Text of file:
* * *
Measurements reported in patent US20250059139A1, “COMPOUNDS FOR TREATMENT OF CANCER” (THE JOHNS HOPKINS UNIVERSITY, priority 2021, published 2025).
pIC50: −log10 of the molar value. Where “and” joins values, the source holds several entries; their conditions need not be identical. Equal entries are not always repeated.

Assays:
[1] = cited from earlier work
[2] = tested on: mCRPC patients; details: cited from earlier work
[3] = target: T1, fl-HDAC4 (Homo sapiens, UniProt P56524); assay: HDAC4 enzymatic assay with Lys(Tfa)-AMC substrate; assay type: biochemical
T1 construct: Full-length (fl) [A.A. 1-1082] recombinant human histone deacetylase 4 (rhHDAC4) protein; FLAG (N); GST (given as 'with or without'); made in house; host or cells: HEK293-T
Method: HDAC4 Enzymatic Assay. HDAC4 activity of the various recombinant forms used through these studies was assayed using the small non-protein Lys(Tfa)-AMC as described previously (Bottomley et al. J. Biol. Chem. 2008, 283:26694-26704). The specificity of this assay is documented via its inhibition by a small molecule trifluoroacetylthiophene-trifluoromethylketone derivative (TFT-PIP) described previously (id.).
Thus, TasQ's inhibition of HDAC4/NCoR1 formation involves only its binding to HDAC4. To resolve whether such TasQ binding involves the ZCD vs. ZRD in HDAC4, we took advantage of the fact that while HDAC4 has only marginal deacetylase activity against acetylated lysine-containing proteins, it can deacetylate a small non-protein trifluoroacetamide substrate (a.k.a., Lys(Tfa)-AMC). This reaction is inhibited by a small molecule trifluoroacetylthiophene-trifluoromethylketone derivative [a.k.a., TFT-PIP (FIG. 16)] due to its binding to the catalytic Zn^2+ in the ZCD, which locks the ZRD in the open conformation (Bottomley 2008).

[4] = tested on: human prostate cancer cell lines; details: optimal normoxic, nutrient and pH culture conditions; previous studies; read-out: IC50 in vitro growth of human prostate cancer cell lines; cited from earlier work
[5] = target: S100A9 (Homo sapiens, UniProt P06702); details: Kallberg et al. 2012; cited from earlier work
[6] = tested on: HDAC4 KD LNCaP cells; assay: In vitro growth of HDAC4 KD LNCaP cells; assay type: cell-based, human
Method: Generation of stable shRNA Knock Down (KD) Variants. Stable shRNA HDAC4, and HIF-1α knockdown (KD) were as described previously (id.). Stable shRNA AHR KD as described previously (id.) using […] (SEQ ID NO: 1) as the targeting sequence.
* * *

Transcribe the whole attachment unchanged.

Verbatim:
Measurements reported in patent US20250059139A1, “COMPOUNDS FOR TREATMENT OF CANCER” (THE JOHNS HOPKINS UNIVERSITY, priority 2021, published 2025).
pIC50: −log10 of the molar value. Where “and” joins values, the source holds several entries; their conditions need not be identical. Equal entries are not always repeated.

Assays:
[1] = cited from earlier work
[2] = tested on: mCRPC patients; details: cited from earlier work
[3] = target: T1, fl-HDAC4 (Homo sapiens, UniProt P56524); assay: HDAC4 enzymatic assay with Lys(Tfa)-AMC substrate; assay type: biochemical
T1 construct: Full-length (fl) [A.A. 1-1082] recombinant human histone deacetylase 4 (rhHDAC4) protein; FLAG (N); GST (given as 'with or without'); made in house; host or cells: HEK293-T
Method: HDAC4 Enzymatic Assay. HDAC4 activity of the various recombinant forms used through these studies was assayed using the small non-protein Lys(Tfa)-AMC as described previously (Bottomley et al. J. Biol. Chem. 2008, 283:26694-26704). The specificity of this assay is documented via its inhibition by a small molecule trifluoroacetylthiophene-trifluoromethylketone derivative (TFT-PIP) described previously (id.).
Thus, TasQ's inhibition of HDAC4/NCoR1 formation involves only its binding to HDAC4. To resolve whether such TasQ binding involves the ZCD vs. ZRD in HDAC4, we took advantage of the fact that while HDAC4 has only marginal deacetylase activity against acetylated lysine-containing proteins, it can deacetylate a small non-protein trifluoroacetamide substrate (a.k.a., Lys(Tfa)-AMC). This reaction is inhibited by a small molecule trifluoroacetylthiophene-trifluoromethylketone derivative [a.k.a., TFT-PIP (FIG. 16)] due to its binding to the catalytic Zn^2+ in the ZCD, which locks the ZRD in the open conformation (Bottomley 2008).

[4] = tested on: human prostate cancer cell lines; details: optimal normoxic, nutrient and pH culture conditions; previous studies; read-out: IC50 in vitro growth of human prostate cancer cell lines; cited from earlier work
[5] = target: S100A9 (Homo sapiens, UniProt P06702); details: Kallberg et al. 2012; cited from earlier work
[6] = tested on: HDAC4 KD LNCaP cells; assay: In vitro growth of HDAC4 KD LNCaP cells; assay type: cell-based, human
Method: Generation of stable shRNA Knock Down (KD) Variants. Stable shRNA HDAC4, and HIF-1α knockdown (KD) were as described previously (id.). Stable shRNA AHR KD as described previously (id.) using […] (SEQ ID NO: 1) as the targeting sequence.